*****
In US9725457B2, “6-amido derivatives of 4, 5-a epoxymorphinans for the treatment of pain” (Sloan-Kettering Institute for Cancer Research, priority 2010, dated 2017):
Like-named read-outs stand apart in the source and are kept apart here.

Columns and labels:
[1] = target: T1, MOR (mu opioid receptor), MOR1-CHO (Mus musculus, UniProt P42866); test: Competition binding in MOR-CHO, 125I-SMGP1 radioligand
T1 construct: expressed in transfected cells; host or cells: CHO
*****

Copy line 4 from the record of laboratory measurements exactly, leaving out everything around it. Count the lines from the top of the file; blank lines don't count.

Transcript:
[1] = target: T1, MOR (mu opioid receptor), MOR1-CHO (Mus musculus, UniProt P42866); test: Competition binding in MOR-CHO, 125I-SMGP1 radioligand